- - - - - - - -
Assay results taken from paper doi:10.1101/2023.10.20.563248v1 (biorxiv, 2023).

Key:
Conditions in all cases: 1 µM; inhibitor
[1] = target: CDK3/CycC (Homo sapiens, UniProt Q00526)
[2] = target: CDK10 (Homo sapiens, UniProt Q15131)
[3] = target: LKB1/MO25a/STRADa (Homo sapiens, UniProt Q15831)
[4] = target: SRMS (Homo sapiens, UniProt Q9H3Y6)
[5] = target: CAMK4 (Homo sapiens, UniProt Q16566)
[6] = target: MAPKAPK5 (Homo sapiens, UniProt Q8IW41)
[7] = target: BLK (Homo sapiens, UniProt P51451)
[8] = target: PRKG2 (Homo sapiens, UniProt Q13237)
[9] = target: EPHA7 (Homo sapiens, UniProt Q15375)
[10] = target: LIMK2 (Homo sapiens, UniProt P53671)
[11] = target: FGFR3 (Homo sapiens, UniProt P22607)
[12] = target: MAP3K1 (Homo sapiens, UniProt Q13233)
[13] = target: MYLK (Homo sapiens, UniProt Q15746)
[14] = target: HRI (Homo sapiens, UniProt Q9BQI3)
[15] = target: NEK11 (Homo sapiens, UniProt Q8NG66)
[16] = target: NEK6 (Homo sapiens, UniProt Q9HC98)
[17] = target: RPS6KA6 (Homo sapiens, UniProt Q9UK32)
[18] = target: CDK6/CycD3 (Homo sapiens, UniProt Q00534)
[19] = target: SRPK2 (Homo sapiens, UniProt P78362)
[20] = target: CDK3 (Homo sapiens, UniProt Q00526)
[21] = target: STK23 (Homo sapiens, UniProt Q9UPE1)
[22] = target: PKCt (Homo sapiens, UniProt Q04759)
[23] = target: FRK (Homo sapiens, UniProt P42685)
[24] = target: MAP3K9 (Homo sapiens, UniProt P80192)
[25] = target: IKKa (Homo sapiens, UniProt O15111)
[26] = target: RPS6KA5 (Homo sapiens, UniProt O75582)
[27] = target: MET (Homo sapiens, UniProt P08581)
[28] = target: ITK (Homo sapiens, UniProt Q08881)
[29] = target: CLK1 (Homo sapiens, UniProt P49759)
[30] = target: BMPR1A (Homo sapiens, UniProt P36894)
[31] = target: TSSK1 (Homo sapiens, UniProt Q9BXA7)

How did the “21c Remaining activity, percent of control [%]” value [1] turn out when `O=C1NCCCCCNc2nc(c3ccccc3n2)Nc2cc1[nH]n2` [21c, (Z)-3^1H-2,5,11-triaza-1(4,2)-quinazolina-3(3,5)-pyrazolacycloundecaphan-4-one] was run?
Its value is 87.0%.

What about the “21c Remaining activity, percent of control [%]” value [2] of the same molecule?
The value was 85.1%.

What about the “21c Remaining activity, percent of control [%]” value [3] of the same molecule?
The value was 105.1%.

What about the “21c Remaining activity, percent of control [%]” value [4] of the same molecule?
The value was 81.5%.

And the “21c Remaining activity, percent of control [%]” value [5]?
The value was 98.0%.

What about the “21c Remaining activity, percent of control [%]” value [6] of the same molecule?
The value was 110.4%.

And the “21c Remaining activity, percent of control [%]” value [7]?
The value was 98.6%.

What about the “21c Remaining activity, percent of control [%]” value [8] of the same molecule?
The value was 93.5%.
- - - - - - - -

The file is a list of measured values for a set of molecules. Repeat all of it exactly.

Assay results taken from paper doi:10.1101/2023.10.20.563248v1 (biorxiv, 2023).

Key:
Conditions in all cases: 1 µM; inhibitor
[1] = target: CDK3/CycC (Homo sapiens, UniProt Q00526)
[2] = target: CDK10 (Homo sapiens, UniProt Q15131)
[3] = target: LKB1/MO25a/STRADa (Homo sapiens, UniProt Q15831)
[4] = target: SRMS (Homo sapiens, UniProt Q9H3Y6)
[5] = target: CAMK4 (Homo sapiens, UniProt Q16566)
[6] = target: MAPKAPK5 (Homo sapiens, UniProt Q8IW41)
[7] = target: BLK (Homo sapiens, UniProt P51451)
[8] = target: PRKG2 (Homo sapiens, UniProt Q13237)
[9] = target: EPHA7 (Homo sapiens, UniProt Q15375)
[10] = target: LIMK2 (Homo sapiens, UniProt P53671)
[11] = target: FGFR3 (Homo sapiens, UniProt P22607)
[12] = target: MAP3K1 (Homo sapiens, UniProt Q13233)
[13] = target: MYLK (Homo sapiens, UniProt Q15746)
[14] = target: HRI (Homo sapiens, UniProt Q9BQI3)
[15] = target: NEK11 (Homo sapiens, UniProt Q8NG66)
[16] = target: NEK6 (Homo sapiens, UniProt Q9HC98)
[17] = target: RPS6KA6 (Homo sapiens, UniProt Q9UK32)
[18] = target: CDK6/CycD3 (Homo sapiens, UniProt Q00534)
[19] = target: SRPK2 (Homo sapiens, UniProt P78362)
[20] = target: CDK3 (Homo sapiens, UniProt Q00526)
[21] = target: STK23 (Homo sapiens, UniProt Q9UPE1)
[22] = target: PKCt (Homo sapiens, UniProt Q04759)
[23] = target: FRK (Homo sapiens, UniProt P42685)
[24] = target: MAP3K9 (Homo sapiens, UniProt P80192)
[25] = target: IKKa (Homo sapiens, UniProt O15111)
[26] = target: RPS6KA5 (Homo sapiens, UniProt O75582)
[27] = target: MET (Homo sapiens, UniProt P08581)
[28] = target: ITK (Homo sapiens, UniProt Q08881)
[29] = target: CLK1 (Homo sapiens, UniProt P49759)
[30] = target: BMPR1A (Homo sapiens, UniProt P36894)
[31] = target: TSSK1 (Homo sapiens, UniProt Q9BXA7)

How did the “21c Remaining activity, percent of control [%]” value [1] turn out when `O=C1NCCCCCNc2nc(c3ccccc3n2)Nc2cc1[nH]n2` [21c, (Z)-3^1H-2,5,11-triaza-1(4,2)-quinazolina-3(3,5)-pyrazolacycloundecaphan-4-one] was run?
Its value is 87.0%.

What about the “21c Remaining activity, percent of control [%]” value [2] of the same molecule?
The value was 85.1%.

What about the “21c Remaining activity, percent of control [%]” value [3] of the same molecule?
The value was 105.1%.

What about the “21c Remaining activity, percent of control [%]” value [4] of the same molecule?
The value was 81.5%.

And the “21c Remaining activity, percent of control [%]” value [5]?
The value was 98.0%.

What about the “21c Remaining activity, percent of control [%]” value [6] of the same molecule?
The value was 110.4%.

And the “21c Remaining activity, percent of control [%]” value [7]?
The value was 98.6%.

What about the “21c Remaining activity, percent of control [%]” value [8] of the same molecule?
The value was 93.5%.